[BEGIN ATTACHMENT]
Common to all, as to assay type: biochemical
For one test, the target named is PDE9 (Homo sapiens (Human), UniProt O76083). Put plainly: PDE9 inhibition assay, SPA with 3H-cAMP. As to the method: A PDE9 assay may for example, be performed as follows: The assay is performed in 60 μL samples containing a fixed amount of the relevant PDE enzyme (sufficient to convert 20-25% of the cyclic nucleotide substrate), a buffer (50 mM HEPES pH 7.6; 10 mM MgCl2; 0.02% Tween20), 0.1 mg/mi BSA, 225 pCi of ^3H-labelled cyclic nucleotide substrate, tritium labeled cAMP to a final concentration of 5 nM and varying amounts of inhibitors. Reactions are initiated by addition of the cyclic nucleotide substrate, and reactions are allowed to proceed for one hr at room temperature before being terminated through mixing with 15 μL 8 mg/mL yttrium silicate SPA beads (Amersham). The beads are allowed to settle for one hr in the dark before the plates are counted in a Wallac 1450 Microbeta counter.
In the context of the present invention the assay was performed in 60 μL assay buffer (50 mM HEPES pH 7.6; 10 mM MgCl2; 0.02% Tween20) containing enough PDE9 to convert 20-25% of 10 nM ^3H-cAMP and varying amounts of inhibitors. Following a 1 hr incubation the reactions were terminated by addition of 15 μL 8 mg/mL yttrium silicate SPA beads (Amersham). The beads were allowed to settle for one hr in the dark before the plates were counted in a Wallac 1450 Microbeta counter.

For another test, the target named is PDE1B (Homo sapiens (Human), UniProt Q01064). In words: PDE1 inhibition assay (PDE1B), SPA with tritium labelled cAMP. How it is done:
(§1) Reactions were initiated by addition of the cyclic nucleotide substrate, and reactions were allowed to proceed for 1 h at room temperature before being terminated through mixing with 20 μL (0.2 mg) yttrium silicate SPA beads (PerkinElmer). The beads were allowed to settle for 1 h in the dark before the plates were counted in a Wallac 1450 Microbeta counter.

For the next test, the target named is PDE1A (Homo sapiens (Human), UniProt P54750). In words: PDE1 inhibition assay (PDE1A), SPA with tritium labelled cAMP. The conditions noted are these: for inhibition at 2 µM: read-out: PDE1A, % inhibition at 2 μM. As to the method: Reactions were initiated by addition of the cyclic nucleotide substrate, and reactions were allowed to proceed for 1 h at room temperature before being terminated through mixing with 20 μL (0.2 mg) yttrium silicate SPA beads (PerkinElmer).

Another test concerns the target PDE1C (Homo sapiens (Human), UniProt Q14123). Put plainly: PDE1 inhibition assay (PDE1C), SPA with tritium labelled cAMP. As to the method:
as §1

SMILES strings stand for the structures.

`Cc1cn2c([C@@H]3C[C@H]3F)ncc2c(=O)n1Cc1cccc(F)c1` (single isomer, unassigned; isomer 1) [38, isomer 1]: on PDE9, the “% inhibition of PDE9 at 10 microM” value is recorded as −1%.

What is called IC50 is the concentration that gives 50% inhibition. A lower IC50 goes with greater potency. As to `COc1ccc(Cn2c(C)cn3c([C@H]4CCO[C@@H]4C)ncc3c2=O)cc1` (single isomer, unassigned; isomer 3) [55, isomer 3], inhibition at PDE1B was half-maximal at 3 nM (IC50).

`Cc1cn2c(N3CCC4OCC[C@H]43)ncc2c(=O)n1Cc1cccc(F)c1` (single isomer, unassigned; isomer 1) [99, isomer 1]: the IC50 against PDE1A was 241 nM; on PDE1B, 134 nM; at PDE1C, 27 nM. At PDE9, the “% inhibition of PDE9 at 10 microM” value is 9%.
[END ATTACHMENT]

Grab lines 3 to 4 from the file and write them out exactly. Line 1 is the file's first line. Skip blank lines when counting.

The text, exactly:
In the context of the present invention the assay was performed in 60 μL assay buffer (50 mM HEPES pH 7.6; 10 mM MgCl2; 0.02% Tween20) containing enough PDE9 to convert 20-25% of 10 nM ^3H-cAMP and varying amounts of inhibitors. Following a 1 hr incubation the reactions were terminated by addition of 15 μL 8 mg/mL yttrium silicate SPA beads (Amersham). The beads were allowed to settle for one hr in the dark before the plates were counted in a Wallac 1450 Microbeta counter.

For another test, the target named is PDE1B (Homo sapiens (Human), UniProt Q01064). In words: PDE1 inhibition assay (PDE1B), SPA with tritium labelled cAMP. How it is done: